Skip to content


    Exciting News for WebMD Members!

    We've been busy behind the scenes building new message boards for you. You'll have new and easier ways to find messages, connect with others, and share your stories.

    And, this will all be available on your smartphone or other mobile device!

    What Do You Need to Do?

    The message board you're used to will be closing in the coming weeks. While many of your boards will be making the move to our new home, your posts will not. Want to keep a discussion going? Save posts you want to continue (this includes your member profile story), so that you can re-post them in the new message boards.

    Keep an eye here and on your email inbox, we'll be back in touch soon to give you all the information you need!

    Yours in health,
    WebMD Message Boards Management

    jaimem92 posted:
    Curious, does anyone here do a gluten-free diet? Since having my flare up last week, I decided to give it a try. I've been feeling really well since probably Friday, but it could be the steroid I just got off too. I've been completely gluten-free since Wednesday. So just curious as to how many other Crohn's people have tried this.
    OyWithThePoodlesAlready responded:
    I've been gf for about 6 years. it actually put me into full drug free remission for about 3 years. It makes such a difference for me I thought my issue might be celiac (at the time I'd gotten a "maybe/probably" crohn's explanation). I started it bc it made my upper GI stuff pretty much go away but the lower abdomen pain went away after a few months too. Unfortunately it didn't last forever and my crohn's has gotten worse since, but I'm still GF. I'd love to see if I could tolerate it but I don't want to make things worse. I really miss good bread but feeling better is worth pretty much anything. My friend w UC said GF worked just as well as scd and is easier. He was actually able to tolerate some spelt. It does seem that the diets are just a stop gap but that's not the end of the world in my book if I can delay some of the harsher stuff.
    everydayizagift replied to OyWithThePoodlesAlready's response:
    That's awesome, being in remission for that long. I miss those days. I can't seem to reach remission and it's been a few struggling years with complications and hitting road blocks. If Gluten free works... hey, it's soooo worth it to stick to the diet religiously. There are so many options and substitutes in replace of food with gluten that sometimes you can't even tell the difference. The down side is that gf food is pricey.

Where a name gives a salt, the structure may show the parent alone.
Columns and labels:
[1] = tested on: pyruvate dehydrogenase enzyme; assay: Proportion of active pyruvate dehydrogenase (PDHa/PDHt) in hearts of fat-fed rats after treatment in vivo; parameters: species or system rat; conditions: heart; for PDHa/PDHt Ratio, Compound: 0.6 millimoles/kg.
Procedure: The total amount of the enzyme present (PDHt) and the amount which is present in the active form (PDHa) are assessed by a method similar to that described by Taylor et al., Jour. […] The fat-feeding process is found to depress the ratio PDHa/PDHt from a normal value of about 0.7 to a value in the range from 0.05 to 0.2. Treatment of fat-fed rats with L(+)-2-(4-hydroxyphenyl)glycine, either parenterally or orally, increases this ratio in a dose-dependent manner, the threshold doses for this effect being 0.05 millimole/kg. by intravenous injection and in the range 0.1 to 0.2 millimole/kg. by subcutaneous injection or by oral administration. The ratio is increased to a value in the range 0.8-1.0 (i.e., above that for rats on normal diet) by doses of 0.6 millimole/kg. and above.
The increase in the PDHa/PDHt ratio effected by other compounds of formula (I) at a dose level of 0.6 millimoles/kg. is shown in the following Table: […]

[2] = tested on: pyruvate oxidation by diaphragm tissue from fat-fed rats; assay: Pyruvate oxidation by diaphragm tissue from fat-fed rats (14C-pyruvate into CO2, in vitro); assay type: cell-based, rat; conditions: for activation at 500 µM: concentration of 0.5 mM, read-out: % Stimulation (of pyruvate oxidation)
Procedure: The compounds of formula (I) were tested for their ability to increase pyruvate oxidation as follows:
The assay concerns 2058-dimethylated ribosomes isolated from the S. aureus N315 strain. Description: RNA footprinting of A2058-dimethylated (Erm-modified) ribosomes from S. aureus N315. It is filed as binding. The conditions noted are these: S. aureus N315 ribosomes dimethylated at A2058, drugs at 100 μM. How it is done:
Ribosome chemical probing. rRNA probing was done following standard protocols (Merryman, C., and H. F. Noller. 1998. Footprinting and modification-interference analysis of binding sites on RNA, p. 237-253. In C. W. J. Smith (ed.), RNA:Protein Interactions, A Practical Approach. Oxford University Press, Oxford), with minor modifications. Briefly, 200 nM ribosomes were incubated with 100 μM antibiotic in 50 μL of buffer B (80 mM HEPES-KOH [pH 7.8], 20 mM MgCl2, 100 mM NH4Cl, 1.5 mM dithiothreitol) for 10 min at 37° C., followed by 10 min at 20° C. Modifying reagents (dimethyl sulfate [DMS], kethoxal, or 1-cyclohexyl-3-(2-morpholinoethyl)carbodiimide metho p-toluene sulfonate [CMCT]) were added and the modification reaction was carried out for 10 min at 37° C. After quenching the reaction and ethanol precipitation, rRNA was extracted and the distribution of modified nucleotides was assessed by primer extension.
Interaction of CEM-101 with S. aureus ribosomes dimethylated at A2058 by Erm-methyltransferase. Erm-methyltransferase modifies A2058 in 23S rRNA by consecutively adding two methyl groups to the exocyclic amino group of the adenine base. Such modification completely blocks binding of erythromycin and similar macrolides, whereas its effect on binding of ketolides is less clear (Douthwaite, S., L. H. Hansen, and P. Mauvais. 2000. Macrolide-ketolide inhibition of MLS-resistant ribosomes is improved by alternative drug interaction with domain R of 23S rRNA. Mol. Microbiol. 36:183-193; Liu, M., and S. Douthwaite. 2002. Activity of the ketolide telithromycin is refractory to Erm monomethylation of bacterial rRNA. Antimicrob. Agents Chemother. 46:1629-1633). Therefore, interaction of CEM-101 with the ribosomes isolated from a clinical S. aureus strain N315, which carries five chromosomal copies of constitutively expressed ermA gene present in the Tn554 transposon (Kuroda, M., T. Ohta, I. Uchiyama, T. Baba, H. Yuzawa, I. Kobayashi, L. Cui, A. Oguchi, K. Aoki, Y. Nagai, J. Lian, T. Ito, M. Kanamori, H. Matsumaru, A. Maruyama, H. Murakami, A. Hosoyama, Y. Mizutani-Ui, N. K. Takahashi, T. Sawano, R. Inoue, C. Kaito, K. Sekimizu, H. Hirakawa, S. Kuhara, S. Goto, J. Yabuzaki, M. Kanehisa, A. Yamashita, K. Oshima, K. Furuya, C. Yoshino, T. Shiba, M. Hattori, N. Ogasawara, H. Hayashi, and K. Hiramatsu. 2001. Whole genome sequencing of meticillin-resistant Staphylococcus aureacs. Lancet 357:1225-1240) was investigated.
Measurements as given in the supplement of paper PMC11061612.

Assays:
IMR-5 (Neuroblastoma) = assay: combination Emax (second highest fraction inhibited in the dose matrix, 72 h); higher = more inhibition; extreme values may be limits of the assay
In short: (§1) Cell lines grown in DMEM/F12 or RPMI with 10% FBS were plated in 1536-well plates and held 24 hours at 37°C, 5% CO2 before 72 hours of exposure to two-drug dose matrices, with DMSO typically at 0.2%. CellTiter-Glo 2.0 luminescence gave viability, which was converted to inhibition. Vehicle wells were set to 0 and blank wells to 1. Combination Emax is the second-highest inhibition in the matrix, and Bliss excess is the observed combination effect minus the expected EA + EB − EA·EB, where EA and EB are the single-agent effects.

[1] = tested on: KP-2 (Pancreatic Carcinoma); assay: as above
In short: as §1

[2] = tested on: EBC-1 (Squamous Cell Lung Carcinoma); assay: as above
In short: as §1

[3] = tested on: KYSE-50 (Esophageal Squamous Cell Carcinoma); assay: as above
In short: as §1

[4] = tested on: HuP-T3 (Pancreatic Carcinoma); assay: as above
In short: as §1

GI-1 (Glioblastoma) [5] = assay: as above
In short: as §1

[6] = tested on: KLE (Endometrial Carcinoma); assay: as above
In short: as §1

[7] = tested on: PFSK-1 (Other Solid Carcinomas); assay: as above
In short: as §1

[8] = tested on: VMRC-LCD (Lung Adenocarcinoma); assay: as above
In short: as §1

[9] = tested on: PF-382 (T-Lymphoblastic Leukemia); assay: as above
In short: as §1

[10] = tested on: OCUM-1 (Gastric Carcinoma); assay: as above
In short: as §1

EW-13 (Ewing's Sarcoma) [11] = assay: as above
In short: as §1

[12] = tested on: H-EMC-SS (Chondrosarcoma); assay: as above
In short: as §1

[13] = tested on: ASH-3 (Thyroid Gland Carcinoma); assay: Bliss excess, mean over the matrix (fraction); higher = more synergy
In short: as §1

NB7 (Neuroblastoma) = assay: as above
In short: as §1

Join my community that I just created - That Girl's Support Lounge - Intestinal Disorders and Diseases
    Don't forget that Everyday is a Blessing! Keep looking up and remember you are never alone. Sincerely, That Girl
    OyWithThePoodlesAlready replied to everydayizagift's response:
    yeah, I have to say GF isn't bad - except the bread. Its not great in even the best situations - plus I can't tolerate too much tapioca which is what is usually used to make it kinda chewy and not so crumbly - so I basically don't eat bread.

    It has taught me to cook more from scratch - a lot of foods have just a bit of flour in them so making them gf from scratch is easy (ie, cheese cake - mmmm)
    JavaMamma27 replied to OyWithThePoodlesAlready's response:
    ooooohhhh!!!! I make my own bread and it is EASY and FABULOUS.

    For the flour I use: I make BATCHES of this up and use it in everything from pancakes, to cookies, pie crusts, cakes, bread, soup thickeners etc....

    1 cup rice flour
    1 cup glutenous rice flour
    2 cup Bob's red mill gluten-free flour mix.

    Then I mix: (this can be mixed up ahead and frozen)
    3 1/2 cup flour mix
    1/2 cup powered milk
    1/4 brown sugar
    1 1/2 tsp salt
    1/2 tbsp Xanthan gum

    Combine dry ingrediants in mixer, mix WELL.

    1 1/2 cups water ~115 degrees
    3 tsp yeast
    3 eggs
    3 TBSP canola oil

    1. Combine yeast and water. Wait 5-10 min until foamy.